A new consumer-privacy rule from the Federal Communications Commission would block four large cable operators from sharing customer information with their wireless joint-venture partner, Sprint Nextel, under certain circumstances, but Sprint said the companies currently don’t trade any data that would violate the regulation.
The FCC order, issued Monday, restricts access to individual-customer calling records by data brokers and other third parties. The rule -- an extension to existing telecommunications-privacy regulations -- is intended to block “pretexting,” an attempt by an impersonator to obtain an individual’s phone records.
Sprint -- through its joint venture with Comcast, Cox Communications, Time Warner Cable and Advance/Newhouse Communications -- provides wireless-phone service under the brand name Pivot to the MSOs’ customers.
A report onTheWall Street Journal’s Web site Tuesday said that under the new rule, the cable operators “would be prevented from sharing customer data” with Sprint. The newspaper cited an unnamed telecommunications lawyer who suggested that the ruling presented “a serious challenge to the cable companies’ relationship with Sprint.”
In fact, the FCC’s new rule does not ban the sharing of customer data with JV partners in all cases. The prohibition is limited to information used for marketing activities: A phone provider must now obtain “opt-in consent” from a customer before disclosing that customer’s personally identifying data to a “joint venture partner or independent contractor for the purpose of marketing communications-related services to that customer.”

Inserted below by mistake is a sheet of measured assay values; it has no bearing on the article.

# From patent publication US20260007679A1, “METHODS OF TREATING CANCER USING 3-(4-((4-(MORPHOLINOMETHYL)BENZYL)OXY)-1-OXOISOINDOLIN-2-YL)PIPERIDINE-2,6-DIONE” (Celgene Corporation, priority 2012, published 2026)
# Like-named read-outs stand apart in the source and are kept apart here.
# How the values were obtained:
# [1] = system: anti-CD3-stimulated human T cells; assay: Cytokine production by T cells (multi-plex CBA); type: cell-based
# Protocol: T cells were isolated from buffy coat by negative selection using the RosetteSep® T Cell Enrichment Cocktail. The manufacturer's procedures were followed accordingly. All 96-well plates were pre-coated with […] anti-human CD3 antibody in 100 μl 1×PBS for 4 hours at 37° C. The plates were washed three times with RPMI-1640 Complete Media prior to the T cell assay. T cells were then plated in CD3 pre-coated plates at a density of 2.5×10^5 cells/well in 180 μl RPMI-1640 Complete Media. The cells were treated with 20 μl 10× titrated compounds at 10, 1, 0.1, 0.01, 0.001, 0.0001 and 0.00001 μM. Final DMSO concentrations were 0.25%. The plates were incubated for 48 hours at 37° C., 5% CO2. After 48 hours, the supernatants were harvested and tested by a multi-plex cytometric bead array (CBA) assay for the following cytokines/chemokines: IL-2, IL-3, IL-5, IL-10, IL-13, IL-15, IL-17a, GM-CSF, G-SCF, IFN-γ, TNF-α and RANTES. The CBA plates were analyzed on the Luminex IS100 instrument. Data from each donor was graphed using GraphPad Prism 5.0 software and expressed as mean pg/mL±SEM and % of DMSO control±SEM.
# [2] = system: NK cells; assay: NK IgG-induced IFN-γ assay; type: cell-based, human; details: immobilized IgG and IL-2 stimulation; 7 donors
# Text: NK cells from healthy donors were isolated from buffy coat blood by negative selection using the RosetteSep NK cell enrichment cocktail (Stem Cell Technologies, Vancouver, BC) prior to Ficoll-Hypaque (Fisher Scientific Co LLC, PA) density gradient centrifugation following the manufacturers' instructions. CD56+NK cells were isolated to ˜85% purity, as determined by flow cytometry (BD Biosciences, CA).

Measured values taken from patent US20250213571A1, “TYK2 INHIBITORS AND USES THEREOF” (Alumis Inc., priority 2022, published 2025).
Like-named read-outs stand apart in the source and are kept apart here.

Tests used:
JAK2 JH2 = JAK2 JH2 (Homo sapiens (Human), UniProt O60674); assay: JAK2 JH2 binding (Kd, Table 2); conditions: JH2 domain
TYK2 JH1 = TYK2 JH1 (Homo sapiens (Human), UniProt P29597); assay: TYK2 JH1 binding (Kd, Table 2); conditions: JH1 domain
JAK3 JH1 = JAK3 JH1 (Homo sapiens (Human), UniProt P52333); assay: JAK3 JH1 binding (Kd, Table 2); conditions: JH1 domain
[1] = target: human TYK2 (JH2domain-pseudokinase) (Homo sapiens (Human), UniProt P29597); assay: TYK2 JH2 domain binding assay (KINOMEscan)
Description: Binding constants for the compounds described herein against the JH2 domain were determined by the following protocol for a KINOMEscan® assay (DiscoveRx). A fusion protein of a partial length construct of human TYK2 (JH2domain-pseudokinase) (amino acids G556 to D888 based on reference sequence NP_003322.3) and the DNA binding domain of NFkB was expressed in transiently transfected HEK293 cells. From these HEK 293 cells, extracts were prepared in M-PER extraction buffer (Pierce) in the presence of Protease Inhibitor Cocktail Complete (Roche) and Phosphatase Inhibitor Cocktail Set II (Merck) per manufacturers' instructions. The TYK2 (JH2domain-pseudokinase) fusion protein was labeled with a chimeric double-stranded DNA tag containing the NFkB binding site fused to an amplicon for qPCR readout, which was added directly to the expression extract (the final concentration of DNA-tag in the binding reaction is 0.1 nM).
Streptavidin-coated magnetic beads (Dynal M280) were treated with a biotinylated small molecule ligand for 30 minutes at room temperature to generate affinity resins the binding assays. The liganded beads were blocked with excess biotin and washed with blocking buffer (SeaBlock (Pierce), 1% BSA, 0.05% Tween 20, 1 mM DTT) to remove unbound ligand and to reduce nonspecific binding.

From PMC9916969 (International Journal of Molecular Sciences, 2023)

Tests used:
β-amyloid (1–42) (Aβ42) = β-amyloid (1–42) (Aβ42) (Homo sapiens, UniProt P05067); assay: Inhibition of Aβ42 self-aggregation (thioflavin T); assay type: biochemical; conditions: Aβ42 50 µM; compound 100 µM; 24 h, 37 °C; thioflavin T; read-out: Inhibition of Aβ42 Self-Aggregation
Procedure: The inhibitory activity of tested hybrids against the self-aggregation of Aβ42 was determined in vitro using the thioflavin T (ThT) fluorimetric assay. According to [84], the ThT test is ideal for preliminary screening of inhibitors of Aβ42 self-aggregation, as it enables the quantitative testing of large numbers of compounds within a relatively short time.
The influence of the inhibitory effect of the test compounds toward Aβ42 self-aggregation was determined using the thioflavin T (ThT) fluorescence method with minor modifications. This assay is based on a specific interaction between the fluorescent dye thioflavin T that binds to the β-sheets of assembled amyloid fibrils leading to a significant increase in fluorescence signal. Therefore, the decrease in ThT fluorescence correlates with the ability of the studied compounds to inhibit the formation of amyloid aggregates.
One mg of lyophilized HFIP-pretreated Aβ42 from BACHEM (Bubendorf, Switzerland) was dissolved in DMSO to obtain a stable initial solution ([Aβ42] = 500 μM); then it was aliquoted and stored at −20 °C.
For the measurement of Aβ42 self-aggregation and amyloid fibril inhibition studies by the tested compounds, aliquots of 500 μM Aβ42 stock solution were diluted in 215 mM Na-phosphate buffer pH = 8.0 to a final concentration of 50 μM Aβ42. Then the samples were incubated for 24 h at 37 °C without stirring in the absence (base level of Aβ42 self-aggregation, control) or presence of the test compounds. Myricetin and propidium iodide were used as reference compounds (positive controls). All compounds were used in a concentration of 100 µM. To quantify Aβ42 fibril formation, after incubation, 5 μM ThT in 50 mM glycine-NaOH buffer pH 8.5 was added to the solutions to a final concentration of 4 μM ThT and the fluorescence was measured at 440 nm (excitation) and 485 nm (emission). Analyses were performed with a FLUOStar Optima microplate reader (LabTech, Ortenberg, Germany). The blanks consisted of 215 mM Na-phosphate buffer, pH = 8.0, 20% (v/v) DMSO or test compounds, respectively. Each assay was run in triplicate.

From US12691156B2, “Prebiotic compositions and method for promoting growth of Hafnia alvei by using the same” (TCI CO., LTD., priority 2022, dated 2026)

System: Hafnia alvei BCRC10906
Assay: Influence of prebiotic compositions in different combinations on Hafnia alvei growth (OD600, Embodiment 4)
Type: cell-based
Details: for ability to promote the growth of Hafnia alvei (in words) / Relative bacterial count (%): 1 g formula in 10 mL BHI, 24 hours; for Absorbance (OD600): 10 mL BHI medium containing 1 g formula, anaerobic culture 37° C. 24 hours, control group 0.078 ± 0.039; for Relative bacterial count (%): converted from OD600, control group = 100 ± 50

Sprint said the FCC’s anti-pretexting rule will not require any changes to the way it works with the MSOs because the members of the JV do not exchange private customer data for the purposes of direct-marketing campaigns.
“The FCC order does not jeopardize the cable partnership in any way,” Sprint spokeswoman Melinda Tiemeyer said. The rule, she added, “is not news to Sprint. We anticipated it. And we have developed sound practices that ensure privacy, will comply with the law and will ensure the success of the cable partnership.”
Representatives for the cable operators in the JV declined to comment.
FCC rules will continue to allow exchange of consumers’ personal data among JV partners in the course of regular operations.
The agency noted in Monday’s order that the opt-in rule does not affect a carrier’s permitted use of customer information under section 222(d) of the existing federal telecommunications code. That section allows telecommunications carriers to, among other things, share subscriber data with partners to “initiate, render, bill and collect for telecommunications services.”
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